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Environ Sci Pollut Res Int. 2016 Mar;23(5):4778-85. doi: 10.1007/s11356-015-5232-x. Epub 2015 Nov 5.

Comparison of UV/hydrogen peroxide and UV/peroxydisulfate processes for the degradation of humic acid in the presence of halide ions.

Author information

1
State Environmental Protection Engineering Center for Pollution Treatment and Control in Textile Industry, College of Environmental Science and Engineering, Donghua University, Shanghai, 201620, People's Republic of China.
2
East China Sea Fisheries Research Institute, Chinese Academy of Fishery Sciences, Key Laboratory of East China Sea & Oceanic Fishery Resources Exploitation and Utilization, Ministry of Agriculture, Shanghai, 200090, People's Republic of China.
3
State Environmental Protection Engineering Center for Pollution Treatment and Control in Textile Industry, College of Environmental Science and Engineering, Donghua University, Shanghai, 201620, People's Republic of China. liujianshe@dhu.edu.cn.
4
State Environmental Protection Engineering Center for Pollution Treatment and Control in Textile Industry, College of Environmental Science and Engineering, Donghua University, Shanghai, 201620, People's Republic of China. ygguo@sspu.edu.cn.
5
School of Environmental and Materials Engineering, Shanghai Second Polytechnic University, Shanghai, 201209, People's Republic of China. ygguo@sspu.edu.cn.

Abstract

This study compared the behaviors of two classic advanced oxidation processes (AOPs), hydroxyl radical-based AOPs ((•)OH-based AOPs) and sulfate radical-based AOPs (SO4 (•-)-based AOPs), represented by UV/ hydrogen peroxide (H2O2) and UV/peroxydisulfate (PDS) systems, respectively, to degrade humic acid (HA) in the presence of halide ions (Cl(-) and Br(-)). The effects of different operational parameters, such as oxidant dosages, halide ions concentration, and pH on HA degradation were investigated in UV/H2O2/Cl(-), UV/PDS/Cl(-), UV/H2O2/Br(-), and UV/PDS/Br(-) processes. It was found that the oxidation capacity of H2O2 and PDS to HA degradation in the presence of halides was nearly in the same order. High dosage of peroxides would lead to an increase in HA removal while excess dosage would slightly inhibit the efficiency. Both Cl(-) and Br(-) would have depressing impact on the two AOPs, but the inhibiting effect of Br(-) was more obvious than that of Cl(-), even the concentration of Cl(-) was far above that of Br(-). The increasing pH would have an adverse effect on HA decomposition in UV/H2O2 system, whereas there was no significant impact of pH in UV/PDS process. Furthermore, infrared spectrometer was used to provide the information of degraded HA in UV/H2O2/Cl(-), UV/PDS/Cl(-), UV/H2O2/Br(-), and UV/PDS/Br(-) processes, and halogenated byproducts were identified in using GC-MS analysis in the four processes. The present research might have significant technical implications on water treatment using advanced oxidation technologies.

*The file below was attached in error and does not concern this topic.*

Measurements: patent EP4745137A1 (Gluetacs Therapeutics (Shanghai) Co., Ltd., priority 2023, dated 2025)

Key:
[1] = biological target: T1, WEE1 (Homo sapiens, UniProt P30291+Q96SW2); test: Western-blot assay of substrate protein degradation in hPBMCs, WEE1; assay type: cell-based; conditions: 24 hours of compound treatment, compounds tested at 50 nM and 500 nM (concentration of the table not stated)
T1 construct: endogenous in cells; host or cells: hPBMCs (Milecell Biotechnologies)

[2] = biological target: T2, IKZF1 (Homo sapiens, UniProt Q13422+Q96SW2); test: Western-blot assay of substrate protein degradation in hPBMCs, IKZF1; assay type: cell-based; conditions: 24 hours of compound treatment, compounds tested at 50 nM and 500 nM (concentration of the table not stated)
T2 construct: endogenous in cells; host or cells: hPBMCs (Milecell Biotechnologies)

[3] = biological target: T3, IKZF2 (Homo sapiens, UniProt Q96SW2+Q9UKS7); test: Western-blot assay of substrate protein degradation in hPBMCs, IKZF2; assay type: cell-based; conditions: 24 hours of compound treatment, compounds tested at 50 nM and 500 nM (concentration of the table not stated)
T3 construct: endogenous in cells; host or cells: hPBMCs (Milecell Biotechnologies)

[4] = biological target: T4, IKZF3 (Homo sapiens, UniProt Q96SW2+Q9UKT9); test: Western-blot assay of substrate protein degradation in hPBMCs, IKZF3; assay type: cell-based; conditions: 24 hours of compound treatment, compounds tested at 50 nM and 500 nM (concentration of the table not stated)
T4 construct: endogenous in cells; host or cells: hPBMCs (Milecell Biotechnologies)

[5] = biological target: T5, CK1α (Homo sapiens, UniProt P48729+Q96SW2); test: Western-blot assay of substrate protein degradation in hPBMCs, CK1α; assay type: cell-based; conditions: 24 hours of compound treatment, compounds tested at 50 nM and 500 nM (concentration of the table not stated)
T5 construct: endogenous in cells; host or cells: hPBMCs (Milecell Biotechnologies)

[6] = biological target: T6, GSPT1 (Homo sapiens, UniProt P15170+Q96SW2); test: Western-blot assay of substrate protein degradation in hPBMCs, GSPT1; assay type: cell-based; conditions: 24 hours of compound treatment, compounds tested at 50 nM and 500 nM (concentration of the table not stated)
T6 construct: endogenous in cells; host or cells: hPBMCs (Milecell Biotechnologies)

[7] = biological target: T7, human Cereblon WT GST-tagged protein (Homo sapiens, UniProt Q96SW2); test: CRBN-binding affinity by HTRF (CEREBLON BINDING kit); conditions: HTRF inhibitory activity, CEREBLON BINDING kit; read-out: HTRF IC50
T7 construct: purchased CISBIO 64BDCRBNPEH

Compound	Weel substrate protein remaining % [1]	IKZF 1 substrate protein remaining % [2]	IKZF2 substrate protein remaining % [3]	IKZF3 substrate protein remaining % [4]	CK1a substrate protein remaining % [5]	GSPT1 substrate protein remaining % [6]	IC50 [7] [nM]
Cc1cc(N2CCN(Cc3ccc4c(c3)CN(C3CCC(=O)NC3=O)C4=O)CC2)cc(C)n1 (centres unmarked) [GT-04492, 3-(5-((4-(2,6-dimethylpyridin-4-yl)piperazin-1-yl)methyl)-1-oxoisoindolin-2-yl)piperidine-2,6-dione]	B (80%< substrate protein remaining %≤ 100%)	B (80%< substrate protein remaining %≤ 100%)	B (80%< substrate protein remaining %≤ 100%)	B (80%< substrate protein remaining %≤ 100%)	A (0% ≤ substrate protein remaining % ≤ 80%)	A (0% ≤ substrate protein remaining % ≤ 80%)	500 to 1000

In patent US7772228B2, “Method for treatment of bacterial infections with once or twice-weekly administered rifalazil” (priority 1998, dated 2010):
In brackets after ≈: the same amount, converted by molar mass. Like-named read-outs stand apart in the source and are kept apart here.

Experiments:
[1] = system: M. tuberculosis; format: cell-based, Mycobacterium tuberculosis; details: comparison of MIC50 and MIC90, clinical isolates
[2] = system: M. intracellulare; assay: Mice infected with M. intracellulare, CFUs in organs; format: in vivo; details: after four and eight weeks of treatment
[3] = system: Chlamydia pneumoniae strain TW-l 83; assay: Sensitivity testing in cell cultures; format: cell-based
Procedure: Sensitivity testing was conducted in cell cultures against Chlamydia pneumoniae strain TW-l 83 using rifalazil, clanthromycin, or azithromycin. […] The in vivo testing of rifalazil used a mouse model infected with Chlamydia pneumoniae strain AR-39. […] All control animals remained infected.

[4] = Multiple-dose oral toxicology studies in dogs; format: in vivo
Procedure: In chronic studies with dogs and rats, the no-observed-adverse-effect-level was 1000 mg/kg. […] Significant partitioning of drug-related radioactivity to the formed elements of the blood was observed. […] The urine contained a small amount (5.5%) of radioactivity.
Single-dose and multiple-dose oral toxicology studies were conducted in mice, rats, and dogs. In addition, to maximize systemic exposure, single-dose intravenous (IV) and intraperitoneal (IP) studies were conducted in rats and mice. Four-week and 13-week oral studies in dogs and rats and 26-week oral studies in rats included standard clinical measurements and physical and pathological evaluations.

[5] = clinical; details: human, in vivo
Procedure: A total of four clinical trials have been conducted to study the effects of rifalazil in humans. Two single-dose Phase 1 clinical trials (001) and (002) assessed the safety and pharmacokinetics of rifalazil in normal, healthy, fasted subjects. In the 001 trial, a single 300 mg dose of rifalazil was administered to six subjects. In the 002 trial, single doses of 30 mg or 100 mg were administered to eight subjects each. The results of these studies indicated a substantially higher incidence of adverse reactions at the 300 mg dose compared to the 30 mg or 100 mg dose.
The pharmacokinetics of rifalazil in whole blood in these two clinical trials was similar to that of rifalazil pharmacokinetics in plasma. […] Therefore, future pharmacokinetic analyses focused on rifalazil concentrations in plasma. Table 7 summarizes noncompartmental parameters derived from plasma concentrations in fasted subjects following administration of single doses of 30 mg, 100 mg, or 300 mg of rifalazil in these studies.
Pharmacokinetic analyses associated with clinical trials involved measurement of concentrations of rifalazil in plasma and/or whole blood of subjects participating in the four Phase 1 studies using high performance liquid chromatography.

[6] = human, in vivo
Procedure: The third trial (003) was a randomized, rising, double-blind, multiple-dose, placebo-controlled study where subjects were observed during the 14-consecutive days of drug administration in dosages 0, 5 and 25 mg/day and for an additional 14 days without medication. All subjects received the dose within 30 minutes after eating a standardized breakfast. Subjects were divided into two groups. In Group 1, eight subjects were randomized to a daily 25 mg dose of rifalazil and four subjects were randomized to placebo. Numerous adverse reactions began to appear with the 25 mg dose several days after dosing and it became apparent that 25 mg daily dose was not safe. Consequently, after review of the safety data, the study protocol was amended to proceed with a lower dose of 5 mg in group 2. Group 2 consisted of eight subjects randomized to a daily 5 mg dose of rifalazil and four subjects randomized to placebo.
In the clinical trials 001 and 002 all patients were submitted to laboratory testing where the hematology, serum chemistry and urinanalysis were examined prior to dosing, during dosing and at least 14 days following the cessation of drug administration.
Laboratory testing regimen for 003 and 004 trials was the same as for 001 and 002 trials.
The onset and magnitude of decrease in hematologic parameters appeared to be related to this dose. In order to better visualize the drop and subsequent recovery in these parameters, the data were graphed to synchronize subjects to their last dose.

KEYWORDS:

Bromide ions; Chloride ions; Disinfection byproducts; Humic acid; UV/H2O2; UV/PDS

PMID:
26538259
DOI:
10.1007/s11356-015-5232-x
[Indexed for MEDLINE]

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